Germany raised concern over recent constitutional changes in Egypt that would allow President Abdel-Fattah al-Sisi to remain in power until 2030, Anadolu reports.
"It is feared that in the course of these constitutional changes the role of the executive and armed forces would be expanded, and a peaceful democratic change in power could be hampered," Christofer Burger, the deputy spokesman for the Foreign Ministry, told a news conference in Berlin.
He reiterated Germany's support for Egypt's stability, but also underlined that it requires opening more space for civil society and political debate in the country.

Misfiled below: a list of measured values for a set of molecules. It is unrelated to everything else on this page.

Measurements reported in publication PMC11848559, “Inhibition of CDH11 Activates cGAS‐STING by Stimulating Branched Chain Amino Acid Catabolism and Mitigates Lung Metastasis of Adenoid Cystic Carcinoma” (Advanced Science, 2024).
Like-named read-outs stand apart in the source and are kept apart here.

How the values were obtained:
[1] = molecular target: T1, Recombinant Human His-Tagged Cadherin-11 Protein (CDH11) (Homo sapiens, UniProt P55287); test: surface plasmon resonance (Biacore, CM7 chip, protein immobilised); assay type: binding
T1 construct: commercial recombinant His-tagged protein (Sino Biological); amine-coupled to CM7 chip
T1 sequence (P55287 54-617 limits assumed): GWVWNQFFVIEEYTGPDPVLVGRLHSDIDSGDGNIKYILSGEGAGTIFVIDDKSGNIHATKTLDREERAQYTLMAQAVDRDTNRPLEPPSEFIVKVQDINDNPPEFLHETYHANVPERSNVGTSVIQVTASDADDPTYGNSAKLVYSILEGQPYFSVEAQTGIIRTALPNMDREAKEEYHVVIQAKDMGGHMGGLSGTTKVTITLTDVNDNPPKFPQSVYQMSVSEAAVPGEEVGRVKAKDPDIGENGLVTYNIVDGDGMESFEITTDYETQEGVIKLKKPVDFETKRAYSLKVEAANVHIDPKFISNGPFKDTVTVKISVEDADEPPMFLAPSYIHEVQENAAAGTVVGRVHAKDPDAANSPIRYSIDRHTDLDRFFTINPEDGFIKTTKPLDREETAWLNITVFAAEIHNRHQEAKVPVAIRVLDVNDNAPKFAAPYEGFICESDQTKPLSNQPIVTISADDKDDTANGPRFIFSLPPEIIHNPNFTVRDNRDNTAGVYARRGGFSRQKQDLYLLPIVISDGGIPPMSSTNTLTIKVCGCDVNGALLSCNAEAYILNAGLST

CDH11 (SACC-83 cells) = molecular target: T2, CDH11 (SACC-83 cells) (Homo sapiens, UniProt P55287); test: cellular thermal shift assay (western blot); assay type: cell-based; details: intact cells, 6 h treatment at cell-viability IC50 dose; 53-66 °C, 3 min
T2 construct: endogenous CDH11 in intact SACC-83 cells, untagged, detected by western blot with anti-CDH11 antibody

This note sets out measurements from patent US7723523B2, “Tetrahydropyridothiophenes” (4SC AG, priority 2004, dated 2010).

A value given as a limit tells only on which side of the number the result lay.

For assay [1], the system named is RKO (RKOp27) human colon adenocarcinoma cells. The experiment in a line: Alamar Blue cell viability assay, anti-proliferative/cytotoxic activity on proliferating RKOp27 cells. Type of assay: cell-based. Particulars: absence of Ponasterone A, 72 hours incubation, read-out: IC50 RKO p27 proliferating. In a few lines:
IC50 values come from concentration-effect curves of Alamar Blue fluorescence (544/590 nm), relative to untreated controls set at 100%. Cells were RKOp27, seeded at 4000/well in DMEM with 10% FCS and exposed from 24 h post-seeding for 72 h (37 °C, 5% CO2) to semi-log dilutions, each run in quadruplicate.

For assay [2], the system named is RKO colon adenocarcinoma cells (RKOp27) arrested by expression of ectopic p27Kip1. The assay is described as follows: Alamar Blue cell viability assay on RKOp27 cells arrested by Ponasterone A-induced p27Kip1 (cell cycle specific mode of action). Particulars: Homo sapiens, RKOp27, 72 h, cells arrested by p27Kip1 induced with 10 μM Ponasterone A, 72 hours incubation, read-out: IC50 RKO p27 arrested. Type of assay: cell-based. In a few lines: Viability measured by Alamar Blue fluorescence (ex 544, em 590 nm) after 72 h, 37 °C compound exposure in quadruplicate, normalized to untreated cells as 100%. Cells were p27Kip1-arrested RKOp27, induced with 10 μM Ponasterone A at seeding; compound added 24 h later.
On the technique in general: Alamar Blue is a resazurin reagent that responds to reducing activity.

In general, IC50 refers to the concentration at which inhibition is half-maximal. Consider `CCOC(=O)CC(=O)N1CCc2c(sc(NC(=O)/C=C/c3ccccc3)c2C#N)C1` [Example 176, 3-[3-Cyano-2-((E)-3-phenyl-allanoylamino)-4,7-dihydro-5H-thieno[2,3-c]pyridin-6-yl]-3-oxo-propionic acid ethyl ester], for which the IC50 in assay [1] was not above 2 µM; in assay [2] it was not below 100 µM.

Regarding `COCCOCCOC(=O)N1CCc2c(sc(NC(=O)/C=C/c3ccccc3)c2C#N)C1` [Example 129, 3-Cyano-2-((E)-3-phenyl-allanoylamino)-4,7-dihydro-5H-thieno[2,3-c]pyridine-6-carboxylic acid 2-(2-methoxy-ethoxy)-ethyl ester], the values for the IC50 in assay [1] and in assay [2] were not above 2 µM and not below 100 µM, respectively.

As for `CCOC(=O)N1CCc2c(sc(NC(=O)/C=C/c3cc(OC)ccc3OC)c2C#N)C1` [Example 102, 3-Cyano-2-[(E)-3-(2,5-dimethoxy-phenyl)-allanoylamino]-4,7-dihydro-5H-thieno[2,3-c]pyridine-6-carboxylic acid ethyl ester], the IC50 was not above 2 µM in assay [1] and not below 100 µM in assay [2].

On Tuesday, Egypt's parliament approved sweeping constitutional amendments which opponents said would reinforce the dominance of military on political affairs and increase executive control over the judiciary.
The changes would extend the duration of presidential terms from four to six years, and allow President al-Sisi to eventually run for a third term in office.
Egypt's current constitution, which was ratified in 2014, allowed the president to hold office for a maximum of two four-year terms.
The constitutional change, however, means al-Sisi's second term in office — which he secured in elections last year — will end in 2024, after which he will be allowed to run for a third six-year term ending in 2030.
A nationwide referendum on the proposed constitutional changes would take place from Saturday to Monday.